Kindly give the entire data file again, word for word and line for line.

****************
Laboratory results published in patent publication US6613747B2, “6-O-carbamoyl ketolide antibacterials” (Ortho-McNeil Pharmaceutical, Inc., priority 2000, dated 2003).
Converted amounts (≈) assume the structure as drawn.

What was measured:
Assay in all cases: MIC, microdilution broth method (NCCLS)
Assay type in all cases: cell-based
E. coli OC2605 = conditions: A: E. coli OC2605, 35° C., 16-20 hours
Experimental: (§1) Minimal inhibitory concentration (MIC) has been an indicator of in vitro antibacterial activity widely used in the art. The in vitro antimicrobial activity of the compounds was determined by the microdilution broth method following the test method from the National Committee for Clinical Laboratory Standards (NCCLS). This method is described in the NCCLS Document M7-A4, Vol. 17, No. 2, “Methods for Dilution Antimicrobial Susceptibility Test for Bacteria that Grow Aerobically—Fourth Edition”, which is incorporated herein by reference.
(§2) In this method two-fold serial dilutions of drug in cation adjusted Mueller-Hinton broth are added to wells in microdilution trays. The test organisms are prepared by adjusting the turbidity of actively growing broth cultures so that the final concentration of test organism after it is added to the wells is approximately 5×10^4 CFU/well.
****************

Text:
Laboratory results published in patent publication US6613747B2, “6-O-carbamoyl ketolide antibacterials” (Ortho-McNeil Pharmaceutical, Inc., priority 2000, dated 2003).
Converted amounts (≈) assume the structure as drawn.

What was measured:
Assay in all cases: MIC, microdilution broth method (NCCLS)
Assay type in all cases: cell-based
E. coli OC2605 = conditions: A: E. coli OC2605, 35° C., 16-20 hours
Experimental: (§1) Minimal inhibitory concentration (MIC) has been an indicator of in vitro antibacterial activity widely used in the art. The in vitro antimicrobial activity of the compounds was determined by the microdilution broth method following the test method from the National Committee for Clinical Laboratory Standards (NCCLS). This method is described in the NCCLS Document M7-A4, Vol. 17, No. 2, “Methods for Dilution Antimicrobial Susceptibility Test for Bacteria that Grow Aerobically—Fourth Edition”, which is incorporated herein by reference.
(§2) In this method two-fold serial dilutions of drug in cation adjusted Mueller-Hinton broth are added to wells in microdilution trays. The test organisms are prepared by adjusting the turbidity of actively growing broth cultures so that the final concentration of test organism after it is added to the wells is approximately 5×10^4 CFU/well.